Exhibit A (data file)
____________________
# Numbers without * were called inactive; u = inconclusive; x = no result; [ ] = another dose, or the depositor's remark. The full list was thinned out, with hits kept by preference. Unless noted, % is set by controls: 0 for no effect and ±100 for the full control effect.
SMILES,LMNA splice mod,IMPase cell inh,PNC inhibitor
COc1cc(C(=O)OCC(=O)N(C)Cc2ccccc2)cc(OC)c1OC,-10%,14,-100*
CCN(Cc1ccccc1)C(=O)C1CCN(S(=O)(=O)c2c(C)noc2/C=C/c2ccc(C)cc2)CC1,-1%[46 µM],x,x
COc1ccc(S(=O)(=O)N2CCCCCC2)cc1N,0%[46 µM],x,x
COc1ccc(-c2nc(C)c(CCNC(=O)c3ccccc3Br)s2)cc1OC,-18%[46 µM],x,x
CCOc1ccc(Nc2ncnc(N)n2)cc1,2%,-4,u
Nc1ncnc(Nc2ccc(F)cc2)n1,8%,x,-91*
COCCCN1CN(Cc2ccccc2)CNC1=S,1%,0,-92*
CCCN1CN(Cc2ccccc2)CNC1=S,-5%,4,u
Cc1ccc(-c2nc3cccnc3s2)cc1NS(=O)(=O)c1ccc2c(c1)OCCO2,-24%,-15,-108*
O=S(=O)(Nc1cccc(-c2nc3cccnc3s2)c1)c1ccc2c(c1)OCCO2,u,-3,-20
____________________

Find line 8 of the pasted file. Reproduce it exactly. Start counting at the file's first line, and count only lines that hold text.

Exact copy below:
Nc1ncnc(Nc2ccc(F)cc2)n1,8%,x,-91*